The Whanganui River was first settled by Maori, this map shows the numerous marae and former pa sites (fortified villages). One of the most striking features of the *79km Whanganui River Road is the number of meeting houses you see along the river. There is protocol surrounding a marae visit so it’s respectful not to enter without an invitation.
We travelled from Wanganui to Pipiriki in the rain which added a moody feel to the landscape, and rain mixed with mud made a good reason to clean the car when we got home.The road is narrow and windy in places so take it slow and be prepared to give way.
Around three kilometres after the river level marker look out for the Oyster Cliffs. This area was once under the sea and layers of fossillised oysters can be seen in the cliffs along the road.
For a glimpse back in time, this photo shows a group of Maori outside Te Rangihekeiho meeting house (below), the photo was taken between 1874 and 1900. I’m not sure if all the meeting houses we saw along the river are original, but all of the marae are well looked after. A recent Whanganui River settlement ensures a healthy future for both the river and all associated with it.
The cute little Downes Hut is named after Thomas William Downes. Mr Downes worked for the Whanganui River Trust and used the hut as his headquarters in the 1930’s. The hut is now owned by the Department of Conservation and is used by canoeists and trampers.
The Flying Fox is an unusual accommodation option 42kms or so down the river road. Sadly one of the talented owners, Mr John Blythe, passed away suddenly in 2013 so the property was closed for a time. He had started another accommodation project which has now been completed and bookings can be made from September 2014. You can stay in a unique cottage or in the hand built cabin on wheels – The Glory Cart.
Kohu Cottage is another accommodation option.
The Kawana Flour Mill operated from 1854 until 1913. The mill building is a replica but the water wheel and millstones are original, as is the relocated miller’s cottage. (The flour mill is 54kms from Wanganui).
It’s worth going inside the mill to see photos of the river boats that graced the Whanganui River, once promoted as ‘The Rhine of the South’. The first regular steam boat service started in 1892, prior to the river road opening in 1934 river boats were the way to travel and were popular with tourists.
Today you can board the paddlesteamer Waimarie in Wanganui and travel up to Upokongaro. The boat was salvaged from the Whanganui River in 1993 after sinking in its berth in 1952. Restoration work was completed and the PS Waimarie started transporting passengers again on 1 January 2000.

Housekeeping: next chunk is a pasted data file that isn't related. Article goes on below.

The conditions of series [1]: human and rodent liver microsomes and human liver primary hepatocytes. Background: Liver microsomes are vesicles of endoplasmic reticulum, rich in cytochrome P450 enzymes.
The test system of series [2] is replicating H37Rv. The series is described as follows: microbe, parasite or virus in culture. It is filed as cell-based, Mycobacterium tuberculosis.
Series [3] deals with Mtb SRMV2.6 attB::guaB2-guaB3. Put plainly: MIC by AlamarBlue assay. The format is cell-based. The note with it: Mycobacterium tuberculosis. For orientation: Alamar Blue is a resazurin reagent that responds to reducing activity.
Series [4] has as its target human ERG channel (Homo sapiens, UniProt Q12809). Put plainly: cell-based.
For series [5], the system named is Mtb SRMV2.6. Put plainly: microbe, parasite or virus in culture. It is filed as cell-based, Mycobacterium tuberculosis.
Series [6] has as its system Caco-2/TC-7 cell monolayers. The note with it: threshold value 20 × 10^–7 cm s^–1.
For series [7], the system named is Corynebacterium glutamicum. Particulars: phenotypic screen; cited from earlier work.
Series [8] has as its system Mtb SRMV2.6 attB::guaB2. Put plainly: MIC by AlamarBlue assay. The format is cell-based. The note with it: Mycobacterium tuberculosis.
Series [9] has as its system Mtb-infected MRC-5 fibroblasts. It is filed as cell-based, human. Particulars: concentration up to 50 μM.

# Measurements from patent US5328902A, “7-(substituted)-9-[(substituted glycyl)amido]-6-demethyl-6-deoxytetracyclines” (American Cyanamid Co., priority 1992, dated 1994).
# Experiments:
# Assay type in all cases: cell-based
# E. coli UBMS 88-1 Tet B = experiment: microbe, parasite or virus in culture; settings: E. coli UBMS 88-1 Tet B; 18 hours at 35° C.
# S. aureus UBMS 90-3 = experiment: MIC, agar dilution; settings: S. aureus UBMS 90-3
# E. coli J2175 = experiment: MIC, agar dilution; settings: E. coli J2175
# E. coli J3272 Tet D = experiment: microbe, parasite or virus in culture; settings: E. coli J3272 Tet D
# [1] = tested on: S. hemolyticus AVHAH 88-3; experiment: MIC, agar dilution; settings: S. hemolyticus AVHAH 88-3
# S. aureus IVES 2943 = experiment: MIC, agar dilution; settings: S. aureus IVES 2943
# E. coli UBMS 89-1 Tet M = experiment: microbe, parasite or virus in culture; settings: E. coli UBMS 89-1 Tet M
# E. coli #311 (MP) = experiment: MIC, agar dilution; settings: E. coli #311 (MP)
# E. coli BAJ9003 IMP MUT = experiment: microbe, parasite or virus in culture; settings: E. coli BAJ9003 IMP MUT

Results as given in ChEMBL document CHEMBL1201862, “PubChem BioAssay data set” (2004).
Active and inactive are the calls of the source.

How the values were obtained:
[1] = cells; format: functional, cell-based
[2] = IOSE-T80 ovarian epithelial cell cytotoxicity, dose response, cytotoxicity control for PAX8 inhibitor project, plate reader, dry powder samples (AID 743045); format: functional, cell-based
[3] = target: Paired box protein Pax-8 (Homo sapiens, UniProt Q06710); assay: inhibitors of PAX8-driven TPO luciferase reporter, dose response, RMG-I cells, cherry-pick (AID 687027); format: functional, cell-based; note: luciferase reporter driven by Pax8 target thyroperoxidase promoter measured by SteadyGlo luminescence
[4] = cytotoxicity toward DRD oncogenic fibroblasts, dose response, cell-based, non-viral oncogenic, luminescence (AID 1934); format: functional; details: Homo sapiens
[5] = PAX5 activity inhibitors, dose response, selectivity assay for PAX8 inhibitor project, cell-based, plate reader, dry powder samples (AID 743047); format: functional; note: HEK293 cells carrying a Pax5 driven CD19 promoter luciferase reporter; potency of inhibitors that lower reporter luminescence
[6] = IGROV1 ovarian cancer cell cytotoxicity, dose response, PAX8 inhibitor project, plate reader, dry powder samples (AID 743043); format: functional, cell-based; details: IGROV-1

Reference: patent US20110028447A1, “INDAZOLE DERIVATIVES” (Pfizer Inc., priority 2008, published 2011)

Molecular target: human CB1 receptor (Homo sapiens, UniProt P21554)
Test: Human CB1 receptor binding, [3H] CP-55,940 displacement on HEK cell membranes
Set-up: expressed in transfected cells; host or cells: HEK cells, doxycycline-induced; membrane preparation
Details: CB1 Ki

We stopped briefly in Jerusalem (64kms from Wanganui) and walked around the pretty and peaceful garden at the Sisters of Compassion Convent. There is accommodation at the old convent in dormitory style rooms from $25pp. There’s also one double room with an ensuite. The accommodation is self catering and you need your own bedding.
Jerusalem is also the resting place of poet James K Baxter who established an alternative community nearby in 1969. I’ve always liked his words on the Wellington Writers Walk, the rest of the poem can be read here.
The Whanganui River Road ends at Pipiriki, the gateway to Bridge to Nowhere (tours and accommodation). It’s a unique journey the river road, with its twists and turns alongside farmland, Maori meeting places, and reminders of early European settlement. It’s likely you’ll encounter a typical rural traffic jam – farmers and their dogs moving sheep or cattle. Travelling well under the speed limit is the safest way to complete the 79km journey. Allow 1.5 – 2 hours including stops.
We drove from Pipiriki to Raetihi and on to Taupo. You can drive the Whanganui River Road as a round trip, from Raetihi follow the twisty Paraparas (State Highway 4) back to Wanganui.
*Some tips for the trip:
Visit the Wanganui i-SITE at 31 Taupo Quay and pick up the Whanganui River Road brochure. (There are also i-SITES in Taumarunui and Ohakune).
It’s a rural road with no petrol stations or shops, fill up with petrol and stock up on food if you intend to stay the night.
The road is now completely sealed but it’s narrow and windy in places so take it slow and be prepared to give way to traffic (even if you think you’ve got right of way), also watch out for farmers moving stock.
If you don’t have your own transport you can take a Whanganui River Road Mail Tour, they offer other tour options as well.
More about Whanganui River.